New Delhi: In a significant judgment, the Supreme Court has expanded the scope of the right to self-defence by holding that it applies not only to âthe defence of oneâs own body against any offence but also to defence of the body of any other personâ.
The right embraces the protection of property, whether oneâs own or another personâs, against offences like theft, robbery, mischief and criminal trespass, the court said.
A bench of Justices A.M. Sapre and R. Subash Reddy gave this ruling recently while acquitting a forest officer in Tamil Nadu who was awarded five yearsâ imprisonment for shooting down a sandalwood smuggler in the Dharm-apuri forest area in 1988. Â
The bench said aÂ mere reasonable apprehension is enough to put the right of self-defence into operation.Â InÂ otherÂ words,Â itÂ isÂ notÂ necessaryÂ Â thatÂ thereÂ shouldÂ beÂ anÂ actualÂ commissionÂ of theÂ offenceÂ inÂ orderÂ toÂ giveÂ riseÂ toÂ theÂ right ofÂ privateÂ defence.
A personÂ who Â facesÂ imminentÂ and reasonable danger ofÂ losing his Â life or limb may in exercise ofÂ self-defence inflict any harmÂ evenÂ extending Â to Â death on his assailantÂ eitherÂ when the assault is attemptedÂ orÂ directlyÂ threatened, it said.
ItÂ isÂ enoughÂ ifÂ theÂ accused apprehends that such an offence is contemplatedÂ andÂ itÂ isÂ likelyÂ toÂ beÂ committed if Â the Â right Â of Â private Â defence Â is Â not exercised, the court ruled.
In private defence, the forceÂ used by the accuse ought not to be wholly disproportionate or much greaterÂ than necessary forÂ protection ofÂ theÂ personÂ or property, said the court.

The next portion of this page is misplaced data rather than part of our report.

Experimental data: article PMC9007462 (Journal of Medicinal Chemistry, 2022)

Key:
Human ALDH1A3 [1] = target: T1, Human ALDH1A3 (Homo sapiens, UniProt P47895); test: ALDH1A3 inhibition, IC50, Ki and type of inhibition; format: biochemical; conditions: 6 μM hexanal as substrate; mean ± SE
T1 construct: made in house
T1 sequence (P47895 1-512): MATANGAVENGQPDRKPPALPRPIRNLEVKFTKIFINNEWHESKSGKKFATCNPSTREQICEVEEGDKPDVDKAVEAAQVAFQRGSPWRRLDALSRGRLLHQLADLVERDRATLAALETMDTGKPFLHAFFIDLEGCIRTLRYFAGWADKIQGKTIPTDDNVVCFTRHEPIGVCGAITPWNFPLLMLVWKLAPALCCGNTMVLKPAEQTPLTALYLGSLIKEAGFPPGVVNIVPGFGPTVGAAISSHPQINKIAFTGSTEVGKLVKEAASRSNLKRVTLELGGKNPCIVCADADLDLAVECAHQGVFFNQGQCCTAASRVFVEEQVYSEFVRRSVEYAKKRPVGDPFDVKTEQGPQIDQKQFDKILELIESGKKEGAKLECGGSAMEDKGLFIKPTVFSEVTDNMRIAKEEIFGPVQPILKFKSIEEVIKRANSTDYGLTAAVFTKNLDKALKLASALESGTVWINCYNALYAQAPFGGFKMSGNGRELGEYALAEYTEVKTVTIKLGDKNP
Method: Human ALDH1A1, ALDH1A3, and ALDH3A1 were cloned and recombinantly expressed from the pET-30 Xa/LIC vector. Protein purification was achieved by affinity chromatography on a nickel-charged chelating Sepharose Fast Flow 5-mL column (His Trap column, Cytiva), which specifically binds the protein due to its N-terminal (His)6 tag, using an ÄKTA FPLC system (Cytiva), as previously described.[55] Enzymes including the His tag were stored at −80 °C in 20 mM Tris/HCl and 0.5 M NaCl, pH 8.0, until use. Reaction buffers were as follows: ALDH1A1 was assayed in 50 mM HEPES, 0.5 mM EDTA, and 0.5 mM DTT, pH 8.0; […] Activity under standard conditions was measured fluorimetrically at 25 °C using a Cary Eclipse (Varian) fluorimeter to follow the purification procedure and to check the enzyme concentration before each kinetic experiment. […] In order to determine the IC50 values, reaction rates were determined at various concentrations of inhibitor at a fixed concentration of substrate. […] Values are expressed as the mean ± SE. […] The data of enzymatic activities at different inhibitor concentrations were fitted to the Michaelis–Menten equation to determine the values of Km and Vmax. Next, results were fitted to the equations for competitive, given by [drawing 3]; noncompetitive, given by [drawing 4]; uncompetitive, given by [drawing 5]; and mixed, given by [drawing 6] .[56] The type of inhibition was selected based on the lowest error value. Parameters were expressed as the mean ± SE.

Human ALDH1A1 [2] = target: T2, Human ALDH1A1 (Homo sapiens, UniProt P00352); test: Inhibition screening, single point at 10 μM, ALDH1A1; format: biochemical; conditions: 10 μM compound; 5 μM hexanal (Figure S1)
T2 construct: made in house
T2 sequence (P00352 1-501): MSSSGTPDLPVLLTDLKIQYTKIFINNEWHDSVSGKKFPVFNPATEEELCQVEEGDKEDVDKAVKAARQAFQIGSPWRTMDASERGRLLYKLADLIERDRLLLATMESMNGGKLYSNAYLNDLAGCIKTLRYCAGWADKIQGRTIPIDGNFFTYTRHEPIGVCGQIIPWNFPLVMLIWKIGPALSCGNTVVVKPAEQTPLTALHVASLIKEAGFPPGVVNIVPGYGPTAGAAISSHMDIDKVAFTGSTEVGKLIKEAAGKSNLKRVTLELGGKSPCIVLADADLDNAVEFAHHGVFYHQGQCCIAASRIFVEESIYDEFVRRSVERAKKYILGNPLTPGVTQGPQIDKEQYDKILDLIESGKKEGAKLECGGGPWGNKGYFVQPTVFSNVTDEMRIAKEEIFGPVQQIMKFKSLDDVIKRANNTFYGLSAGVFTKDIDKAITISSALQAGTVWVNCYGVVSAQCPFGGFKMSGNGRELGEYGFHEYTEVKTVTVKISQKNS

In the instant case appellant Sukumaran while travelling in his jeep with his driver saw a gang of four persons attempting to smuggle sandalwood from the forest. When he confronted them, they threw stones and attacked him and his driver. Sukumaran opened fire in self-defence which resulted in the death of one of the smugglers.
The trial court awarded life sentence to Sukumaran but acquitted his driver. On appeal, the Madras high court reduced the sentence to five yearsâ imprisonment. The present appeal is directed against this judgment.
Allowing the appeal and acquitting him, Supreme Court bench said,Â âTheÂ appellantÂ wasÂ entitledÂ toÂ exerciseÂ his rightÂ ofÂ private defenceÂ againstÂ theÂ deceased.â
âTheÂ appellantÂ was entitled toÂ chaseÂ theÂ deceasedÂ party andÂ apprehendÂ them for Â being Â prosecuted Â for Â commission of offence punishable under the forest laws. Indeed,Â thatÂ was hisÂ duty,â the Supreme CourtÂ said,
In fact, the appellant while firing the gunshot did not target any particular person out of the four as such but fired to resist their aggression towards him and his driver, the court said.